VHA examination of surgical errors find poor communication most common culprit

Patient Safety Monitor Insider

December 16, 2009

Poor communication was the most common cause of wrong-site, -side, and -person, surgeries at the Veterans Health Administration (VHA), reports American Medical News. According to a study published in the November Archives of Internal Medicine, 21% of errors in surgery resulted from inadequate communication practices, although the overall number of errors examined was only one per 18,955 surgeries (some errors go unreported, so a definite rate of wrong surgeries could not be established).

The study looked at incidents of error in surgery from 2001 through 2006. The VHA implemented a process to prevent wrong surgeries in 2003, similar to the Universal Protocol, which requires that those caregivers involved in surgery verify the patient prior to surgery, mark the surgical site, and perform a timeout just prior to the procedure. There were no adverse events reported in surgeries when this process for was used, said the authors of the study.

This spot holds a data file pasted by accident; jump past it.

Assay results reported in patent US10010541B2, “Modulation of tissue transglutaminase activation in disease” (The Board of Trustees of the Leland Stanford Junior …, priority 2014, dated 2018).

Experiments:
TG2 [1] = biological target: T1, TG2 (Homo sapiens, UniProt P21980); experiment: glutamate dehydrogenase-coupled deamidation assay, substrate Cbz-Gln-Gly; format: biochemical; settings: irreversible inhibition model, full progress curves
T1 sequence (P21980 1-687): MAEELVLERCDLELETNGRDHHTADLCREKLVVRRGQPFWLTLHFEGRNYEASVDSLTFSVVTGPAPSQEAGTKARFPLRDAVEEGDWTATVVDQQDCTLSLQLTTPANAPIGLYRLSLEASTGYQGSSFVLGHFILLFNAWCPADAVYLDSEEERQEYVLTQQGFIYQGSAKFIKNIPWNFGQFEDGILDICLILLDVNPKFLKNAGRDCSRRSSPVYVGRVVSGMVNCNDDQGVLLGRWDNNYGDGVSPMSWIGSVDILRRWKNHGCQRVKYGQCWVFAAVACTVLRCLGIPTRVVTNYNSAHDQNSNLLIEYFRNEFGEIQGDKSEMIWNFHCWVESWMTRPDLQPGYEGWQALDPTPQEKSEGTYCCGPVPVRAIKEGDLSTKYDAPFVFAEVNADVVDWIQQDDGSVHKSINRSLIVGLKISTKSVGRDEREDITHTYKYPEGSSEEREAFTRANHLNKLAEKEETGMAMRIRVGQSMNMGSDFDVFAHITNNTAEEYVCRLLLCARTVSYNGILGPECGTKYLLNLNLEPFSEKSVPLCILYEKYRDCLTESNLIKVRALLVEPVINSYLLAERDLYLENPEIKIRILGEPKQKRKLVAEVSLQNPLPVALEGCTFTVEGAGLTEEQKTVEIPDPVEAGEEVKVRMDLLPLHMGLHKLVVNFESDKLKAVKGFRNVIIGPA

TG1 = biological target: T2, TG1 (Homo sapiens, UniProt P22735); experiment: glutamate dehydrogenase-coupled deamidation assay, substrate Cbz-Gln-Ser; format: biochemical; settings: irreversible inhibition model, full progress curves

To read more from American Medical News, click here.